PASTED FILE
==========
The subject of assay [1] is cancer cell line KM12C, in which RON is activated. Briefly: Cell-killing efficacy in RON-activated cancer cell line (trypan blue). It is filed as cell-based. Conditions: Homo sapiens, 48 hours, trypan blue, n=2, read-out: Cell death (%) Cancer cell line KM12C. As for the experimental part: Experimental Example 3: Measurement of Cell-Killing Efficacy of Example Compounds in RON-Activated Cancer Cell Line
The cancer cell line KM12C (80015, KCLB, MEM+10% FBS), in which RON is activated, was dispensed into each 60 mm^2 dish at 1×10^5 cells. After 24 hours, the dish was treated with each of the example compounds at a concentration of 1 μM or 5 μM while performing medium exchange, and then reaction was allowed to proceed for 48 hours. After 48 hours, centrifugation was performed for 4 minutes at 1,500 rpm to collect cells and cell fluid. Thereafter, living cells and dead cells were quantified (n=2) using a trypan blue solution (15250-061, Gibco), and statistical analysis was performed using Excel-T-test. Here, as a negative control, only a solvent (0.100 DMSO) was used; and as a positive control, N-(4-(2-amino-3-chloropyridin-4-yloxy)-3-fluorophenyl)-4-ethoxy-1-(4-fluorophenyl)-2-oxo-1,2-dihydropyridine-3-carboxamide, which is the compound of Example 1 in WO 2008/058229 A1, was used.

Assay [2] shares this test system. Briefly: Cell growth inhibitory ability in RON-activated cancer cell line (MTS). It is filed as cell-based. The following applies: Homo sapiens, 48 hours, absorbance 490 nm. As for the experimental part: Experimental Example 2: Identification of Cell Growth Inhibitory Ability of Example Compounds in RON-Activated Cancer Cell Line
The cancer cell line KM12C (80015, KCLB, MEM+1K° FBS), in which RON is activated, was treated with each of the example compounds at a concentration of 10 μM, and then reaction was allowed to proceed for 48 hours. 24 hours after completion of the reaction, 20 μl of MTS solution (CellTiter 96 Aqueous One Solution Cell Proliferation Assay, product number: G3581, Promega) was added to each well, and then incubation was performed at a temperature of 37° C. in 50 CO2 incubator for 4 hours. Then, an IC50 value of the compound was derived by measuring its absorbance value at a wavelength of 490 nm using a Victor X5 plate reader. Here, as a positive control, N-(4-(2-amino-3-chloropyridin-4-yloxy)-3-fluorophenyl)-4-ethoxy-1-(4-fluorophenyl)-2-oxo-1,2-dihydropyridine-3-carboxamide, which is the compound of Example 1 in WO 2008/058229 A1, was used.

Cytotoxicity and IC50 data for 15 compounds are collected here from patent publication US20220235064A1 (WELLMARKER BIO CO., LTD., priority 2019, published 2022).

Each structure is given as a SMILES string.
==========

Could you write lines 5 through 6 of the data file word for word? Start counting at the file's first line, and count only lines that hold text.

Cytotoxicity and IC50 data for 15 compounds are collected here from patent publication US20220235064A1 (WELLMARKER BIO CO., LTD., priority 2019, published 2022).

Each structure is given as a SMILES string.